Thursday, January 07, 2010

The Plan

There's been a lot of bitching among Cub fans and the professional media about the Ricketts approach to owning the team. Why aren't they spending more? Why buy the team if you can't afford to spend on it? Let's go already!

Well, there is a plan and it's pretty clear what it is. And some fans aren't going to like it. The key point is understanding what the plan does include and what it doesn't include. Let's start with what it doesn't include:

The plan does not include an all out effort to win in 2010.

Deal with it, Cub fans. Barring some sort of unnatural intervention, 2010 will not be the year we make contact with a pennant. The team isn't good enough as it stands and there weren't / aren't enough good players available to make the team better enough to win.

Here's what the plan the Ricketts have does include:

1) Multi-generational ownership
2) Winning many times during those many generations

Make no mistake, point #1 is their primary goal. How do we know this? Well, they said so at their opening press conference.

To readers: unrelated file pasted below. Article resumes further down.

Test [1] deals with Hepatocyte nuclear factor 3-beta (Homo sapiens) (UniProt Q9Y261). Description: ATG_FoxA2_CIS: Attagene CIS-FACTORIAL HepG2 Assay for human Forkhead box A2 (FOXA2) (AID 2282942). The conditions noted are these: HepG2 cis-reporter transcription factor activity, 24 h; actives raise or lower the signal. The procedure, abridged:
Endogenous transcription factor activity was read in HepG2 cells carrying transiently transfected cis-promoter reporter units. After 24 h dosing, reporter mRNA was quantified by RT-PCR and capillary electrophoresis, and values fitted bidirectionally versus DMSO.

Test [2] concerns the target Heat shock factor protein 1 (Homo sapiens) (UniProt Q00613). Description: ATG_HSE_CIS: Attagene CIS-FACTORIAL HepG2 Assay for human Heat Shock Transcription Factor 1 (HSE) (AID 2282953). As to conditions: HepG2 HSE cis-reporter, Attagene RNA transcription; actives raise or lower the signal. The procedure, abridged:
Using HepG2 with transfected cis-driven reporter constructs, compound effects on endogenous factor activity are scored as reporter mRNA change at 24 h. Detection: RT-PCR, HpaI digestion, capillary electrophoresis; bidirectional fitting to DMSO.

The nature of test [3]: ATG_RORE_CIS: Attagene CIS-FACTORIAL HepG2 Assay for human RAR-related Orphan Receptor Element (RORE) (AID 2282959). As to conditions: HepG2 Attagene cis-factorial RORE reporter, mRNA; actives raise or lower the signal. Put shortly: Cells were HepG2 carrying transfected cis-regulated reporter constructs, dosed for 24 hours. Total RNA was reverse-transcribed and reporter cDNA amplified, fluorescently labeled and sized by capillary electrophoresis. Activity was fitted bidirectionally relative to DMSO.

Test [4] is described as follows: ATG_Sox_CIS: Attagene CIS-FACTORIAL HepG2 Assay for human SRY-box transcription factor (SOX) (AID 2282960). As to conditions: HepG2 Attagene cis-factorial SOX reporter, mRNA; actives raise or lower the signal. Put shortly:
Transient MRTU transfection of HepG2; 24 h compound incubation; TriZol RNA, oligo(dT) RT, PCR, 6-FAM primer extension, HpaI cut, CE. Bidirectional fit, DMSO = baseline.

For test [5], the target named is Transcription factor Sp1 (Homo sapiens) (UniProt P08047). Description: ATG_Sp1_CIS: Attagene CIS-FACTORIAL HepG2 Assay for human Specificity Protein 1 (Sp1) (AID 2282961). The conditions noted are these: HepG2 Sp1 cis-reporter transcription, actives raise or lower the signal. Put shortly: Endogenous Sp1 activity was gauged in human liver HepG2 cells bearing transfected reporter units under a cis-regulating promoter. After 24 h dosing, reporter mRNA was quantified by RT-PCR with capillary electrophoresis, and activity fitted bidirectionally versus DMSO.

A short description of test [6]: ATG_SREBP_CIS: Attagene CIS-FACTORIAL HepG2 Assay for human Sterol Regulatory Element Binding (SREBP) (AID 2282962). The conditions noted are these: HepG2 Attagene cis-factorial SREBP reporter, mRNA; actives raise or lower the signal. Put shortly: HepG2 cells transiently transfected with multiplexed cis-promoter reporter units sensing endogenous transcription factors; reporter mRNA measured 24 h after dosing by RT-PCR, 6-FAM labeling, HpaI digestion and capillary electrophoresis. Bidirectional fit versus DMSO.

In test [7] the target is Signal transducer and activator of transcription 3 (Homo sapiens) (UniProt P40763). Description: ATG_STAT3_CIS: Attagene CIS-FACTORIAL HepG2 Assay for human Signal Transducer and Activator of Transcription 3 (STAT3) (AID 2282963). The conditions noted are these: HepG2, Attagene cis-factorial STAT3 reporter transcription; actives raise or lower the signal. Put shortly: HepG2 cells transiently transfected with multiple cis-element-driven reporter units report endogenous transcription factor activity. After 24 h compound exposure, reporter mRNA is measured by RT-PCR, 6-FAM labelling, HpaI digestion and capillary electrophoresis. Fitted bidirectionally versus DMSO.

Then, there is their approach to finance. Crain's has the details:

Let's summarize. At the time of acquisition, the Ricketts took on $425 million in bank debt and put up another $249 million in subordinated debt. The subordinated debt is money that really is equity put in by the Ricketts, but is structured like a loan to allow the Tribune to get better tax treatment of the "transfer" (don't call it a sale!).

The terms of the bank debt are now a little more clear. The debt had a floating rate and a 4 year maturity. That placed the Ricketts at substantial risk in 2013 to the whim of their bank syndicate.

What they have done now is start to retire that short term, floating rate debt with long term, fixed rate debt.

There is a term for what they have done.


According to Crain's, the Ricketts have already reduced the bank debt from $425 million down to $125 million and replaced it with $250 million in other debt that is due in various dates through 2022.

What the Ricketts family has done is locked in the capital structure for the next 13 years. This will allow them to set proper long term budgets and invest back into the team without worrying that changes in interest rates, or banks being unwilling to refinance, would put the product on the field at risk.

Next, they are trying to raise another $100 million for working capital, capital improvements, and cash reserve to cover the remaining short term debt.

And to watch over all this? They are hiring a CFO.

The Ricketts have a plan and they are executing it smartly.

The plan just doesn't include major on-field improvements.

In 2010.

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